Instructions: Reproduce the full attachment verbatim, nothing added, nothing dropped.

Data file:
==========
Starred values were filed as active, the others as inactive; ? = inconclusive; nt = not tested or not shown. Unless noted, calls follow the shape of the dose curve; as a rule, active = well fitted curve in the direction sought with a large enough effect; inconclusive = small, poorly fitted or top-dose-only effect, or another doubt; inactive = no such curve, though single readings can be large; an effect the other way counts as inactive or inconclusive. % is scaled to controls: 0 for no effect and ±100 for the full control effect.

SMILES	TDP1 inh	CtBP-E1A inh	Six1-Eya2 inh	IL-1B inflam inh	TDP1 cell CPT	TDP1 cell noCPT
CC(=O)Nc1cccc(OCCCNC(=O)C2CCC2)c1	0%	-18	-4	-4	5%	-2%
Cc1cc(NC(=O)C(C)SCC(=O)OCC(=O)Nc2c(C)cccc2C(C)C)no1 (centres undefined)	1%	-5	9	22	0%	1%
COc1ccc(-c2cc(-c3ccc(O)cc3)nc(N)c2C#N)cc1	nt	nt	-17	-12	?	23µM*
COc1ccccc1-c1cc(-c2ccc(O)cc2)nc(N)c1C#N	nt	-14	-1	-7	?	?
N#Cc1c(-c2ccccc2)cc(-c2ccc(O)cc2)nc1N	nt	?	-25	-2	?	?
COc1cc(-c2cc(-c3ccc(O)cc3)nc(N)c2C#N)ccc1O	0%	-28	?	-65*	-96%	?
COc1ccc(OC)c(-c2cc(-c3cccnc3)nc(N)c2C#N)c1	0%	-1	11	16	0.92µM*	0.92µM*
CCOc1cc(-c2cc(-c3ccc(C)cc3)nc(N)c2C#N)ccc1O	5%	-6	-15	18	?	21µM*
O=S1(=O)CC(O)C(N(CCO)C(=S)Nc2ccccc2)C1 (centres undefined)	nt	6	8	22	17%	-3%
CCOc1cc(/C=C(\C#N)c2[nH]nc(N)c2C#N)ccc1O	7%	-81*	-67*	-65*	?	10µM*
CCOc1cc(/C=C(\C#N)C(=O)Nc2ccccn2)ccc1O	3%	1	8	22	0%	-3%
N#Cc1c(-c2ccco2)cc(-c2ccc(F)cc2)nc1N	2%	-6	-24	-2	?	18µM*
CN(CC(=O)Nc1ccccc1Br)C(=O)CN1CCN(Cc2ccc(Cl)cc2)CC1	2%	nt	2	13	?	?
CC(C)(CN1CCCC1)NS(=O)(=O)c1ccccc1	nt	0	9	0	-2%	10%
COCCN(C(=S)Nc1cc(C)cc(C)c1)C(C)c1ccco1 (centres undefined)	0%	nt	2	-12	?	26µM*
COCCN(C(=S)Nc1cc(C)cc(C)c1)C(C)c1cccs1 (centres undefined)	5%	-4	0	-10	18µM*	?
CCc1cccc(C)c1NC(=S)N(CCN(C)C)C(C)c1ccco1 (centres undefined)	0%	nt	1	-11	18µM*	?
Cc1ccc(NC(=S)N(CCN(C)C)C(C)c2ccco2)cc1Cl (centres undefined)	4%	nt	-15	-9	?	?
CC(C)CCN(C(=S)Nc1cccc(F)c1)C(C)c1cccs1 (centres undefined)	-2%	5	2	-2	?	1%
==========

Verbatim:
Starred values were filed as active, the others as inactive; ? = inconclusive; nt = not tested or not shown. Unless noted, calls follow the shape of the dose curve; as a rule, active = well fitted curve in the direction sought with a large enough effect; inconclusive = small, poorly fitted or top-dose-only effect, or another doubt; inactive = no such curve, though single readings can be large; an effect the other way counts as inactive or inconclusive. % is scaled to controls: 0 for no effect and ±100 for the full control effect.

SMILES	TDP1 inh	CtBP-E1A inh	Six1-Eya2 inh	IL-1B inflam inh	TDP1 cell CPT	TDP1 cell noCPT
CC(=O)Nc1cccc(OCCCNC(=O)C2CCC2)c1	0%	-18	-4	-4	5%	-2%
Cc1cc(NC(=O)C(C)SCC(=O)OCC(=O)Nc2c(C)cccc2C(C)C)no1 (centres undefined)	1%	-5	9	22	0%	1%
COc1ccc(-c2cc(-c3ccc(O)cc3)nc(N)c2C#N)cc1	nt	nt	-17	-12	?	23µM*
COc1ccccc1-c1cc(-c2ccc(O)cc2)nc(N)c1C#N	nt	-14	-1	-7	?	?
N#Cc1c(-c2ccccc2)cc(-c2ccc(O)cc2)nc1N	nt	?	-25	-2	?	?
COc1cc(-c2cc(-c3ccc(O)cc3)nc(N)c2C#N)ccc1O	0%	-28	?	-65*	-96%	?
COc1ccc(OC)c(-c2cc(-c3cccnc3)nc(N)c2C#N)c1	0%	-1	11	16	0.92µM*	0.92µM*
CCOc1cc(-c2cc(-c3ccc(C)cc3)nc(N)c2C#N)ccc1O	5%	-6	-15	18	?	21µM*
O=S1(=O)CC(O)C(N(CCO)C(=S)Nc2ccccc2)C1 (centres undefined)	nt	6	8	22	17%	-3%
CCOc1cc(/C=C(\C#N)c2[nH]nc(N)c2C#N)ccc1O	7%	-81*	-67*	-65*	?	10µM*
CCOc1cc(/C=C(\C#N)C(=O)Nc2ccccn2)ccc1O	3%	1	8	22	0%	-3%
N#Cc1c(-c2ccco2)cc(-c2ccc(F)cc2)nc1N	2%	-6	-24	-2	?	18µM*
CN(CC(=O)Nc1ccccc1Br)C(=O)CN1CCN(Cc2ccc(Cl)cc2)CC1	2%	nt	2	13	?	?
CC(C)(CN1CCCC1)NS(=O)(=O)c1ccccc1	nt	0	9	0	-2%	10%
COCCN(C(=S)Nc1cc(C)cc(C)c1)C(C)c1ccco1 (centres undefined)	0%	nt	2	-12	?	26µM*
COCCN(C(=S)Nc1cc(C)cc(C)c1)C(C)c1cccs1 (centres undefined)	5%	-4	0	-10	18µM*	?
CCc1cccc(C)c1NC(=S)N(CCN(C)C)C(C)c1ccco1 (centres undefined)	0%	nt	1	-11	18µM*	?
Cc1ccc(NC(=S)N(CCN(C)C)C(C)c2ccco2)cc1Cl (centres undefined)	4%	nt	-15	-9	?	?
CC(C)CCN(C(=S)Nc1cccc(F)c1)C(C)c1cccs1 (centres undefined)	-2%	5	2	-2	?	1%